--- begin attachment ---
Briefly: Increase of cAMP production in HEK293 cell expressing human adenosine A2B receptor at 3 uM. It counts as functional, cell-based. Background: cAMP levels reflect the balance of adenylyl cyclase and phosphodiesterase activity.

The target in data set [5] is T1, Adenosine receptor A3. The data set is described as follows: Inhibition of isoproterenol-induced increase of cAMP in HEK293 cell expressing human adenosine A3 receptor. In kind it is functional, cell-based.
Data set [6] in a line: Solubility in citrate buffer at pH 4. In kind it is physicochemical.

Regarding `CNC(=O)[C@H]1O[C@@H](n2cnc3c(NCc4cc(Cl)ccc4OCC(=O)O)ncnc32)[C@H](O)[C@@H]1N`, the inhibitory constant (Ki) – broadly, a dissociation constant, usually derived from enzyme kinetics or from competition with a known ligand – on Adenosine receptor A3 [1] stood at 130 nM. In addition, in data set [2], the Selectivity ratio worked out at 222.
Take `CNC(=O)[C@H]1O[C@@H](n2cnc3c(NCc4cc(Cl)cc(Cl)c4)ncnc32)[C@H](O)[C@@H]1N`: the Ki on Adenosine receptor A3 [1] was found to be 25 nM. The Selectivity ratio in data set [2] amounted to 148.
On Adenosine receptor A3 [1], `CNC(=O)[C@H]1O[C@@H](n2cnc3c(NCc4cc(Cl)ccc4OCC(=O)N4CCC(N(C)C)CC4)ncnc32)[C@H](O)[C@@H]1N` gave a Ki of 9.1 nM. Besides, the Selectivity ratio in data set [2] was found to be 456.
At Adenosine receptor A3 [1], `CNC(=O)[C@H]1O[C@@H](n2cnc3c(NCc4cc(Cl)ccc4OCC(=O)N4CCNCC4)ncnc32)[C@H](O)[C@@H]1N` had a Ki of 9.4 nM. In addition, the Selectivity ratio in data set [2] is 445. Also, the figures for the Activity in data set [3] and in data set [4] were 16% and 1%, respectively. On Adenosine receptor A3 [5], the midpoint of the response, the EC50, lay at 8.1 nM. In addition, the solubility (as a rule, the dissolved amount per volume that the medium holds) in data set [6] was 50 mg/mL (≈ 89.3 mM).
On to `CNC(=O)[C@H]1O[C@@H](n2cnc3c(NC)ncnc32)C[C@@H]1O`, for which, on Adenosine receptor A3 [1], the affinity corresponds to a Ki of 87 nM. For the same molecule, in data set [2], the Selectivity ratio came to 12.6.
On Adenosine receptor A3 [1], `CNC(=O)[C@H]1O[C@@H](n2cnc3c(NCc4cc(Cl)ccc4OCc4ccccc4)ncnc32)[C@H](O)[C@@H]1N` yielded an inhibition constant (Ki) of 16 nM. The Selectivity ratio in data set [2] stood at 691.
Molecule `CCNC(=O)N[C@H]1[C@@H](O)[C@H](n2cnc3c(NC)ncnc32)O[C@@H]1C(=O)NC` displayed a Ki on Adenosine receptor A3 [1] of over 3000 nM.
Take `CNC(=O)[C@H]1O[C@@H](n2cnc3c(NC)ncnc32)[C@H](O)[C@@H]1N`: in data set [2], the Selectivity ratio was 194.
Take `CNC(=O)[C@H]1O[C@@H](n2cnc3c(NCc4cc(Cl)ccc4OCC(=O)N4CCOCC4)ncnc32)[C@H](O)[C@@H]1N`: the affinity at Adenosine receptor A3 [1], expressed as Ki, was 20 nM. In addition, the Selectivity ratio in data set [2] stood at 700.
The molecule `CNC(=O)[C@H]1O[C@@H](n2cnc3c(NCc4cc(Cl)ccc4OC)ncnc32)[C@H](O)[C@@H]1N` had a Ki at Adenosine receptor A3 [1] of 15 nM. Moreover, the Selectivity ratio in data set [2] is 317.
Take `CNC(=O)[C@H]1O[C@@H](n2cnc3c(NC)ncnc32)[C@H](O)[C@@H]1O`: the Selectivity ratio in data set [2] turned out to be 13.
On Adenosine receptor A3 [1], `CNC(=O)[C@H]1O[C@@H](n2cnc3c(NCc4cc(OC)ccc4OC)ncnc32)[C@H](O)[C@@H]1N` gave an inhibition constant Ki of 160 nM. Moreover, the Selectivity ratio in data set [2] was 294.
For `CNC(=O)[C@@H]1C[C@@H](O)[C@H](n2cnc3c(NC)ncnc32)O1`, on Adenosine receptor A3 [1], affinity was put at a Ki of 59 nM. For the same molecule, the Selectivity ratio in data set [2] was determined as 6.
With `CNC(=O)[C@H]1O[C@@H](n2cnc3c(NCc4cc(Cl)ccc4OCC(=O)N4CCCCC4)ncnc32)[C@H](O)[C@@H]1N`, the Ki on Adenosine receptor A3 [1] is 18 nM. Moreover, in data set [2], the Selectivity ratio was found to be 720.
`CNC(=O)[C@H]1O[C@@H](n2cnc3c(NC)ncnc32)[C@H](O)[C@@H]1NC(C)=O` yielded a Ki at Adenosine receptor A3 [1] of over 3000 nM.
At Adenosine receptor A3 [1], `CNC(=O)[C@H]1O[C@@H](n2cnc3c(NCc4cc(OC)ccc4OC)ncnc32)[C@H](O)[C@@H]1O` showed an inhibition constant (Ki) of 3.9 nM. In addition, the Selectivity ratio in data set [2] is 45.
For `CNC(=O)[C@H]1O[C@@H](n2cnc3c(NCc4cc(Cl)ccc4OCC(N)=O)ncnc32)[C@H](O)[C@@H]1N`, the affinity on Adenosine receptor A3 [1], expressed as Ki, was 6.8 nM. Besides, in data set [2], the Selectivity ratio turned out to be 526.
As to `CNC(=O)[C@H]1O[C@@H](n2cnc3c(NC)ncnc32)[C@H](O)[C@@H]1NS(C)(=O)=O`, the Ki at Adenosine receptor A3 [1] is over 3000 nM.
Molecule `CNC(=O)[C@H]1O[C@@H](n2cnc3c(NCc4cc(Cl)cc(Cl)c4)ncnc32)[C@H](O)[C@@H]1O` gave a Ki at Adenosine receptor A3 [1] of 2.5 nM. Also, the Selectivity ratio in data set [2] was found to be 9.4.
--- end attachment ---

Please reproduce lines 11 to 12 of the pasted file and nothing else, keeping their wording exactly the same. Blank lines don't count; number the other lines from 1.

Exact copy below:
Take `CNC(=O)[C@H]1O[C@@H](n2cnc3c(NC)ncnc32)[C@H](O)[C@@H]1N`: in data set [2], the Selectivity ratio was 194.
Take `CNC(=O)[C@H]1O[C@@H](n2cnc3c(NCc4cc(Cl)ccc4OCC(=O)N4CCOCC4)ncnc32)[C@H](O)[C@@H]1N`: the affinity at Adenosine receptor A3 [1], expressed as Ki, was 20 nM. In addition, the Selectivity ratio in data set [2] stood at 700.